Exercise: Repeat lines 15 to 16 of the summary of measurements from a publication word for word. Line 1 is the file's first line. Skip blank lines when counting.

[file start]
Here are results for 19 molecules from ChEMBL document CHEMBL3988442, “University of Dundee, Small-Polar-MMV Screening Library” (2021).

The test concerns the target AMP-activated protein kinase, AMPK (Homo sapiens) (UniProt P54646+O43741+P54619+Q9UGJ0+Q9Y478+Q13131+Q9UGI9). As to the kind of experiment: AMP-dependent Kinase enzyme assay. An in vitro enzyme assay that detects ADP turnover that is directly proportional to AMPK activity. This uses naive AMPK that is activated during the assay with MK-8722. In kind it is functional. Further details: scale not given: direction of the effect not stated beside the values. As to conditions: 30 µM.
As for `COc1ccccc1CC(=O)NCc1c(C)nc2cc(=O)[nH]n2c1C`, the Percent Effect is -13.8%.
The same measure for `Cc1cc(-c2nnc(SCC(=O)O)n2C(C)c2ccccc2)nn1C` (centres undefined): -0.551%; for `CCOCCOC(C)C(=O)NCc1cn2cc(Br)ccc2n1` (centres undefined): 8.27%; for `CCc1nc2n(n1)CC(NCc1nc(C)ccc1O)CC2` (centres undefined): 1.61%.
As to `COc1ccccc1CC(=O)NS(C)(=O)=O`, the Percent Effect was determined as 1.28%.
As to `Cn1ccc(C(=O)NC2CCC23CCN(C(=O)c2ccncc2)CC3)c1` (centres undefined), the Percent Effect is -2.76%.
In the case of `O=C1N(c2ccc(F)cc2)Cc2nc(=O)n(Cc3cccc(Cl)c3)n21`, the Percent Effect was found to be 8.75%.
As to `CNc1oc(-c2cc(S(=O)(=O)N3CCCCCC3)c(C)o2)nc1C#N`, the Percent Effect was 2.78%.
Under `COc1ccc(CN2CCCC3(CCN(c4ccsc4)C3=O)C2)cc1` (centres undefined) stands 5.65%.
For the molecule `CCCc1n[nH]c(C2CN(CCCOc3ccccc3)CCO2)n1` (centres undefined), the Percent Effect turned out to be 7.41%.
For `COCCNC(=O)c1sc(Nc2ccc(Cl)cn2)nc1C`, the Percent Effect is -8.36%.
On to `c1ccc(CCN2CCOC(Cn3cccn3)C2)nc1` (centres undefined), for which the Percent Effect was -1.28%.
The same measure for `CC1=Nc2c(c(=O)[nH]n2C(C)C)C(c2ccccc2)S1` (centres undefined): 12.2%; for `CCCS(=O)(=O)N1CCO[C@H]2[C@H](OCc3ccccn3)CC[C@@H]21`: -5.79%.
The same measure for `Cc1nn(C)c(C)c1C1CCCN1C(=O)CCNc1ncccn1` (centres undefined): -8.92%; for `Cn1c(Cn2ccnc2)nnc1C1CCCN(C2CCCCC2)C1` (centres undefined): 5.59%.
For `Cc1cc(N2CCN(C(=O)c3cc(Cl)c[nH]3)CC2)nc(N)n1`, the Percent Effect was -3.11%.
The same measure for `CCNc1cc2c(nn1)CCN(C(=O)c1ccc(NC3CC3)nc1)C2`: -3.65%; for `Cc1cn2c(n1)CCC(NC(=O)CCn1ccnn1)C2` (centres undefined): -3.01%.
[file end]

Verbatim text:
For `Cc1cc(N2CCN(C(=O)c3cc(Cl)c[nH]3)CC2)nc(N)n1`, the Percent Effect was -3.11%.
The same measure for `CCNc1cc2c(nn1)CCN(C(=O)c1ccc(NC3CC3)nc1)C2`: -3.65%; for `Cc1cn2c(n1)CCC(NC(=O)CCn1ccnn1)C2` (centres undefined): -3.01%.